Decisions under time pressure: How time constraint affects risky decision making

Lisa Ordóñez, Lehman Benson

Research output: Contribution to journalArticlepeer-review

198 Scopus citations


Subjects rated the attractiveness of and judged maximum buying prices for gambles which had some probability of winning a dollar amount, otherwise winning nothing. Change-of-process theory (Mellers, Chang, Birnbaum, & Ordóñez, 1992; Mellers, Ordóñez, & Birnbaum, 1992) asserts that decision makers multiply probability and amount information when stating buying prices but add this information when reporting attractiveness ratings. When subjects were placed under time constraint, however, some subjects' ratings were consistent with a multiplicative combination process. This result only occurred when these subjects performed the rating task under time constraint and had performed the buying price task in the previous set of trials. These subjects were less likely to engage in cognitive tasks, as measured by the Need for Cognition Scale (Cacioppo, Petty, & Kao, 1984). Apparently, the extra cognitive demands of the time constraint caused these subjects to use the same strategy employed in the previous task. When the time constraint was removed, these subjects appeared to switch back to an additive strategy. These changes in information processing produced predictable patterns of preference reversals.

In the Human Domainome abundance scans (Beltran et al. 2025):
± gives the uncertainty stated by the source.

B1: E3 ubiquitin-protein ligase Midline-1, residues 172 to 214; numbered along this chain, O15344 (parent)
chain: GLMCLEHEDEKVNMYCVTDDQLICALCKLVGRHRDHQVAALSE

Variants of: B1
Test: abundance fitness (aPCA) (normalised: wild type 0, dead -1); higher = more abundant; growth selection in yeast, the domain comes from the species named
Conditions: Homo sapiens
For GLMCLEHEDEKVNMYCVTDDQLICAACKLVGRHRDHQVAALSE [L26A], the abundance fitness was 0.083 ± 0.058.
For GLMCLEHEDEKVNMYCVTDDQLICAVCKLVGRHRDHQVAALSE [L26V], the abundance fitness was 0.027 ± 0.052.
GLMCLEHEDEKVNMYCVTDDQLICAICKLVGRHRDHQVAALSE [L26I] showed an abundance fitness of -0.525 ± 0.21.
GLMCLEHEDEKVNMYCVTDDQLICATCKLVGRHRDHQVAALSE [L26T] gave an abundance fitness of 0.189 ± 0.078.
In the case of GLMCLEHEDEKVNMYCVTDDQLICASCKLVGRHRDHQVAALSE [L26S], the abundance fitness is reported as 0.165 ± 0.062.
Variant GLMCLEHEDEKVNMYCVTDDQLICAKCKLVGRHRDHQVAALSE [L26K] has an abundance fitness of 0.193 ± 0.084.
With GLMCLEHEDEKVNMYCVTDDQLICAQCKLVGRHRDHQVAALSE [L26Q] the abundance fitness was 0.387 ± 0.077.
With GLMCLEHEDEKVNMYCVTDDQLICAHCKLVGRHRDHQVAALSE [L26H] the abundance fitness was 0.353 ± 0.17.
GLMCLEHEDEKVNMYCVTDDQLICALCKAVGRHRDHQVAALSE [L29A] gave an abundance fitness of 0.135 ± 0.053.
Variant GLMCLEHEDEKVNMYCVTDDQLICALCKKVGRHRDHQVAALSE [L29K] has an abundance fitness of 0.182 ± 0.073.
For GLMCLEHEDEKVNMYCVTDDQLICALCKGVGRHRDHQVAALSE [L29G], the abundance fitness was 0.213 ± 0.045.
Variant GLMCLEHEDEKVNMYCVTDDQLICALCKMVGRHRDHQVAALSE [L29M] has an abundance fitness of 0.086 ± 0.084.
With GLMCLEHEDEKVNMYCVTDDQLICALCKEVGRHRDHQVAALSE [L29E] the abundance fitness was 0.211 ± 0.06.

Original languageEnglish (US)
Pages (from-to)121-140
Number of pages20
JournalOrganizational Behavior and Human Decision Processes
Issue number2
StatePublished - Aug 1997

ASJC Scopus subject areas

  • Applied Psychology
  • Organizational Behavior and Human Resource Management


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